Though it’s not uncommon to hear that someone shoved an ungodly amount of cocaine nose-ward, it’s an entirely different story when it’s 31 pounds of the stuff that’s been hidden in the nose gear of a commercial airliner. [More]
It’s always a surprise as to what you’re gonna get when you pop quarters into a toy vending machine, but there are some prizes that no parent wants dispensed to their kid. Say, blood pressure medication. [More]
Mercury poisoning doesn’t sound fun, but it also doesn’t necessarily sound like something the average consumer runs into a lot in modern cosmetic aisles, what with federal regulations banning dangerous levels of the stuff. However, there are a slew of illegal skin care products for sale out there that contain mercury, and the Food and Drug Administration doesn’t want folks slathering them on their bodies. [More]
A few JetBlue planes were apparently carrying some extra cargo, unbeknownst to the airline, after maintenance workers discovered three kilos of cocaine stashed inside compartments on two aircraft recently. [More]
Tourists in Rio de Janeiro will no doubt have their pick of Olympic merchandise to bring home as souvenirs — whether it’s an officially licensed product, or sold out of the back of someone’s truck. But amid the plethora of hats, T-shirts, and sporty knick-knacks, there are other, more dangerous offerings for sale.
If you left a package containing a bunch of bricks of cocaine on an American Airlines jet, law enforcement in Tulsa, OK would like to speak with you. [More]
In the midst of a nationwide heroin and opioid drug crisis, some parents, teachers and drug abuse prevention advocates are up in arms over novelty pens that look like hypodermic needles that are selling right now at multiple retailers during the Halloween holiday.
It can be so incredibly tempting: You’re at the cashier (or about to check out online) with a substantial purchase and you’re presented with the offer to save money now if you just apply for a store-branded credit card. But if you don’t pay off that balance right away, you could be looking at interest rates nearly double the national average. [More]
Although the issue of marijuana legalization can seem straightforward in many ways — either you want medical and recreational to be bought, sold and consumed legally or you don’t — a current initiative in Ohio that would amend the state’s constitution to allow legal pot is meeting resistance from some of the people who are usually in favor of the stuff.
Lest you think health officials have been overreacting to the dangers of synthetic marijuana, a recent spate of hospitalizations may change your mind: In New York City area, one particular new brand of potent synthetic cannabis has sent 120 people to the hospitals in the last week.
One of the biggest dangers involved with using so-called designer drugs? One tweak to one chemical and something that’s illegal and potentially unsafe could slip past regulators and into the hands of consumers. Such is the case for a form of synthetic marijuana known as “spice,” that’s been linked to an uptick in illnesses and hospitalizations that has health officials and experts around the country worried.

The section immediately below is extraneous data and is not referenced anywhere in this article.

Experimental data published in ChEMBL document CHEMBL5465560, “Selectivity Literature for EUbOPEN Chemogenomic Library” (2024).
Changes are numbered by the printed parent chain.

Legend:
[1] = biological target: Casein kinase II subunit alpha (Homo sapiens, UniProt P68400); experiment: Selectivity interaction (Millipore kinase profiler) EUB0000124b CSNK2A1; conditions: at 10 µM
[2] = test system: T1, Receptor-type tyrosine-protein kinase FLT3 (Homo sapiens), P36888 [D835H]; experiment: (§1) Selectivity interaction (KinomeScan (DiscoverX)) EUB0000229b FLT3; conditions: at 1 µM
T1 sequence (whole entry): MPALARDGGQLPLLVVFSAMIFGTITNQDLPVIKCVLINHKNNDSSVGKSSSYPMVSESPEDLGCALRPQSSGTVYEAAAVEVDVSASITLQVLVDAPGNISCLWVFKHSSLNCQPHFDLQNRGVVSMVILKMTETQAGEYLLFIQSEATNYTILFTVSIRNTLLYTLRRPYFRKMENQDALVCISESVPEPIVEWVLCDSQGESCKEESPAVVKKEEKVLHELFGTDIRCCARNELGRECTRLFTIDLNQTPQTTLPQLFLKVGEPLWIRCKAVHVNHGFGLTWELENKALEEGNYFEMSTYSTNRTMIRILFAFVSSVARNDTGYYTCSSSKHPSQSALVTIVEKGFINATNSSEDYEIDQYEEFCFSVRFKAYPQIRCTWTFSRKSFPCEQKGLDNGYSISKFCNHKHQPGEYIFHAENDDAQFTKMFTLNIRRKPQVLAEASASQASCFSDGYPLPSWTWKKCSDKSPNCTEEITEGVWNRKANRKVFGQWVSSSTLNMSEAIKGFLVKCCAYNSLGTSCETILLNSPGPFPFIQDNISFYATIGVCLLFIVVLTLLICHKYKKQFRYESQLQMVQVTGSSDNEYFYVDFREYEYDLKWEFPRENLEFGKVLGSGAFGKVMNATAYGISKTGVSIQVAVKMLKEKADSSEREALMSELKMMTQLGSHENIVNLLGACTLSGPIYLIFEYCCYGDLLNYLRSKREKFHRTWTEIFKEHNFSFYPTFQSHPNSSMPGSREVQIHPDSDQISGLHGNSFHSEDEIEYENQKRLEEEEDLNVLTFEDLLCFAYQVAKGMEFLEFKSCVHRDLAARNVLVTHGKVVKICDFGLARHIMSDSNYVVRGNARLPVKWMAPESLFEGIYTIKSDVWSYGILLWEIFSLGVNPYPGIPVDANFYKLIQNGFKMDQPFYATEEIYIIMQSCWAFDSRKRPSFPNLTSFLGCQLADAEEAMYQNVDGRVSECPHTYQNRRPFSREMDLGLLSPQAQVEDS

It can be so tempting — You’re about to make a big purchase at a retail store when the cashier says you can save all sorts of money by applying for a store credit card. But what they rarely make clear to you is that the card you’re applying for often comes with a sky-high interest rate — and those rates are going higher. [More]
People have been drinking caffeinated beverages for centuries, and popping caffeine pills for decades, and the Food and Drug Administration currently puts no hard limit on caffeine content in food. But the recent death of an Ohio teen who ingested the pure powdered form of caffeine has the FDA warning consumers against the incredibly potent stimulant. [More]
Not that there’s anywhere you should be doing illegal drugs, but public places are exceptionally awful venues for such activities And ratcheting up the inappropriate level to 11? Smoking heroin in the bathroom of a Chuck E. Cheese, as police say two “knuckleheads” decided to do in California.
It’s a big year for the FCC. It’s got two huge mergers to review — Comcast/Time Warner Cable, AT&T/DirecTV — while also trying to reinstate the recently gutted net neutrality laws without ticking off the entire Internet. These related issues put the FCC in a position to force some cable operators to accept stricter net neutrality, but that’s really just kicking the can down the road. [More]
Japanese telecom giant SoftBank owns a controlling share of Sprint and has made no attempt to hide its desire to acquire T-Mobile USA and merge the two companies into one. It’s a plan that makes sense from a business point of view, but could be a disaster for consumers. [More]
Perhaps you’re the kind of person who finds the idea of eating large amounts of cinnamon in order to impress your friends intriguing. Before you take on the so-called “cinnamon challenge” however, you should know that some researchers are finding that not only is it dangerous while you’re doing it — with effects like choking, gagging, a burning sensation — but it could damage your lungs in the long-run.
Today American Airlines and its betrothed, US Airways had to defend their proposed merger in front of a Senate hearing and several consumer advocates. Citing higher fares, reduced service to smaller communities in the U.S. and a loss of competition among carriers, opponents of the impending nuptials testified at a Judiciary Committee hearing that such a joint venture would hurt consumers.